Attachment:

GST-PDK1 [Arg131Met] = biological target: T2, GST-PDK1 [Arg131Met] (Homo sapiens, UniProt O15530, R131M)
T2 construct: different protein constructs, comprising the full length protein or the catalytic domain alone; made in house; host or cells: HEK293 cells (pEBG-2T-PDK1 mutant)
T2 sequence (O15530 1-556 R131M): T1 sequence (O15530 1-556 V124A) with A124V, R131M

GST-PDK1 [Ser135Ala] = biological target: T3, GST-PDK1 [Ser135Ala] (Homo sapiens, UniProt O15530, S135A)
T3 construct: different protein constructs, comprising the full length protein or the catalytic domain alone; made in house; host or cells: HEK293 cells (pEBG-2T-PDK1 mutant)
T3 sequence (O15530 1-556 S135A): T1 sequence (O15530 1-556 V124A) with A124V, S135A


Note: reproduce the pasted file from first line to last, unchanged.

GST-PDK1 [Arg131Met] = biological target: T2, GST-PDK1 [Arg131Met] (Homo sapiens, UniProt O15530, R131M)
T2 construct: different protein constructs, comprising the full length protein or the catalytic domain alone; made in house; host or cells: HEK293 cells (pEBG-2T-PDK1 mutant)
T2 sequence (O15530 1-556 R131M): T1 sequence (O15530 1-556 V124A) with A124V, R131M

GST-PDK1 [Ser135Ala] = biological target: T3, GST-PDK1 [Ser135Ala] (Homo sapiens, UniProt O15530, S135A)
T3 construct: different protein constructs, comprising the full length protein or the catalytic domain alone; made in house; host or cells: HEK293 cells (pEBG-2T-PDK1 mutant)
T3 sequence (O15530 1-556 S135A): T1 sequence (O15530 1-556 V124A) with A124V, S135A